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The Velvet Underground – White Light/White Heat (1968)

Today marks the fiftieth anniversary of White Light/White Heat. Like to the day. It was released EXACTLY fifty years ago TODAY. Just want that to sink in. Now onto this week’s “Classic Album Tuesday”.

I got into The Velvet Underground when I was in college and have vivid memories of how the Velvet’s consumed my life for the better half of a year. It started during a “Class 3 Killstorm” which is an extreme way of saying it was during winter when it was snowy. Cooped up inside, I paged through my Rolling Stone 500 Greatest Albums magazine and decided it was time to go underground.

Listening to the Velvet Underground for the first time was unlike anything I had experienced. This was a band from a time where the most popular “bands” were The Turtles, The Monkees, and some England band called Beatles or something. Rock and roll was flowery and extravagant. Meanwhile, a group of moody burnouts plodded along in a New York basement. Who would have thought those burnouts would shape the future of rock and roll and my taste in music?

The Velvet Underground were loud, sloppy, and chocked full of attitude—along with a few other substances. No one bought their albums. They were too experimental and well, just weird. Yet in the years since they have influenced countless artists. It’s because their weirdness was ahead of its time. The Velvet Underground is often considered one of the first punk bands. Which makes sense because, after my year of the Velvet Underground, I got really into late ‘70s punk and then post-punk and so on. The Velvet’s were aggressive and didn’t give a shit about what was popular or what was acceptable in rock music. This sentiment is best expressed on the band’s sophomore release, you guessed it, White Light/White Heat.

Parting ways from the vision of Andy Warhol—including ditching German vocalist Nico—White Light/White Heat saw the band recording their first album on their terms and their terms alone. The Velvet’s wanted an album with more improvisation, an album where they would keep every blemish and mistake, and an album where John Cale could perform one of Loud Reed’s short stories to the tune of avant-garde fuzz rock. To make sense of the madness, Bob Dylan producer Tom Wilson came on board and the result was pure unadulterated Velvet Underground.

The title track opens the album and it’s a standard 2:50 rocker. It’s not unlike a song you might find on the band’s first album, with the exception being more dirt. Next is “The Gift”, as I mentioned earlier, which is an eight-minute short story about a guy who mails himself to his sweetheart only to be stabbed in the head when she opens the package with scissors. In college, I thought it would be awesome to make a short film set to this song. Only to find it had already been done a dozen times by far smarter and more pretentious film students than myself.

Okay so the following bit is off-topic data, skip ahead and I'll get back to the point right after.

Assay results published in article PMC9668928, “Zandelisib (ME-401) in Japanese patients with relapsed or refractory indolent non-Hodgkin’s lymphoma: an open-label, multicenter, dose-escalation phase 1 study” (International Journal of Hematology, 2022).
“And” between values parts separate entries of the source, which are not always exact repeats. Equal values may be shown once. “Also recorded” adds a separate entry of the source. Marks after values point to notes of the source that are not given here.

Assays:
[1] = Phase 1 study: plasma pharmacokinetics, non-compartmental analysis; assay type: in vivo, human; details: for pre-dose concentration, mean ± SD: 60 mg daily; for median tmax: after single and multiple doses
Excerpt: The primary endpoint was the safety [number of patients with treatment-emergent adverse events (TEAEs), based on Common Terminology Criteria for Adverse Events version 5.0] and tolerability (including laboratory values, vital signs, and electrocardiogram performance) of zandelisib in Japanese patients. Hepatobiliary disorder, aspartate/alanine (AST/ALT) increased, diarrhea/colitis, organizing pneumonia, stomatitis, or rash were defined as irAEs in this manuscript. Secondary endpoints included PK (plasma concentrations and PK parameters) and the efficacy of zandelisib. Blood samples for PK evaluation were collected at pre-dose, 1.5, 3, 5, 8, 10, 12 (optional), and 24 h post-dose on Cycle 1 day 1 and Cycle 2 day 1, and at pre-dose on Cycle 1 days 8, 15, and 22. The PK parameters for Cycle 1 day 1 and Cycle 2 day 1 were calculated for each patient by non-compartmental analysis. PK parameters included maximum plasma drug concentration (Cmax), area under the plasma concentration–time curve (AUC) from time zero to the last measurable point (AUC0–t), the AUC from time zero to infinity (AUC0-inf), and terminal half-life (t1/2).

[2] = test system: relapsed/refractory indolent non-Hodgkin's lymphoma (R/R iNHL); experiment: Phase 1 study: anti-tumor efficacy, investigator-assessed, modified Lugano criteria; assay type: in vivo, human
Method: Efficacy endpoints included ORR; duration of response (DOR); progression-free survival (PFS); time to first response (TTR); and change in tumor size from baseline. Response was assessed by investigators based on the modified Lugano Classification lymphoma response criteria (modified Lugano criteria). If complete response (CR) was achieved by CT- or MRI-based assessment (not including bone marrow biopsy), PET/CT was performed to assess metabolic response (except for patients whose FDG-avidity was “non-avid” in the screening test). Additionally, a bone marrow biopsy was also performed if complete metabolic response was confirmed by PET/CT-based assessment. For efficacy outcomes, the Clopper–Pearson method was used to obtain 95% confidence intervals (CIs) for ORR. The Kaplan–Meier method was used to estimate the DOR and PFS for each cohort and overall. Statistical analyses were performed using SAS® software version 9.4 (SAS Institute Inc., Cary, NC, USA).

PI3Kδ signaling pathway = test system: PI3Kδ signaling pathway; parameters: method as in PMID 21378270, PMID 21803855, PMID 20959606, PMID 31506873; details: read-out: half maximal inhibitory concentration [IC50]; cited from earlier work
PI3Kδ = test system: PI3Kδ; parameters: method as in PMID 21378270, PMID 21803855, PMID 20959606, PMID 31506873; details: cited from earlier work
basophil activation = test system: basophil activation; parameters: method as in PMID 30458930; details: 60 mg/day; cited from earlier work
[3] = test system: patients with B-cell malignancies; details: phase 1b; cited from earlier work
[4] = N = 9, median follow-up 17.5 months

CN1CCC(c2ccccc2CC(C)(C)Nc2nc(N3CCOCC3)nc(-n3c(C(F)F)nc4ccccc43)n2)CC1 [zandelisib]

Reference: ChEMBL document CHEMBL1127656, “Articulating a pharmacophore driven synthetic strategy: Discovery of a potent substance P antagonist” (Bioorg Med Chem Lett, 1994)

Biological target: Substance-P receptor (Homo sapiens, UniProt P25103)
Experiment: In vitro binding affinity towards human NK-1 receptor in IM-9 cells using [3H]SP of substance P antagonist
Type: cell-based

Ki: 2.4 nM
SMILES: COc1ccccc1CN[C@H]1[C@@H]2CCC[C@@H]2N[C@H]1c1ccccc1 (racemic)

“Lady Godiva’s Operation” is another rocker. Cale sings lead while Lou Reed chimes in with dissonant phrases and black humor spattered about the track. The song is about a medical operation which is why in the albums liner notes you can see John Cale as listed as playing “medical instrument” on the track. Every good band has a good heart monitor player. Did you even listen to the last Kenny G. album?

My favorite track “Here She Comes Now” comes next. It’s the only song on White Light/White Heat that’s not hideous with angelic picked guitars and Cale’s tranquil viola. Yet the song still managed to get banned in several radio markets for repeatedly saying “She comes now, now”. Could it be? The most beautiful track on the album is about jiz? If true, that’s awesome.

“I Heard Her Call My Name” is a raucous sing-a-long but I’ve always felt it was just the appetizer to the album’s defining final track “Sister Ray”. How many other bands in 1968 recorded 17-minute-long jams about drugs and drag queens? Not many. This is a song that has the phrase “Too Busy Sucking on a ding dong” repeated several times. Not only that it was recorded in one take. The recording engineer didn’t even stay for the whole session. Needless to say, he wasn’t with whatever the Velvet’s were trying to do. Then again I don’t know what they were trying to do and I love it.

The track is buzzy and chaotic with no bass and John Cale playing a Vox organ plugged into a guitar amp. It’s crazy but shouldn’t that be what music is all about? The freedom to explore, to redefine what is and what isn’t, to create from the heart as opposed to one’s wallet. All I know is it meant a lot to one pasty young man one, particularly harsh winter season. Thanks, Velvet Underground and Happy 50th White Light/White Heat.

Favorite Tracks: “The Gift,” “Here She Comes Now,” “Sister Ray”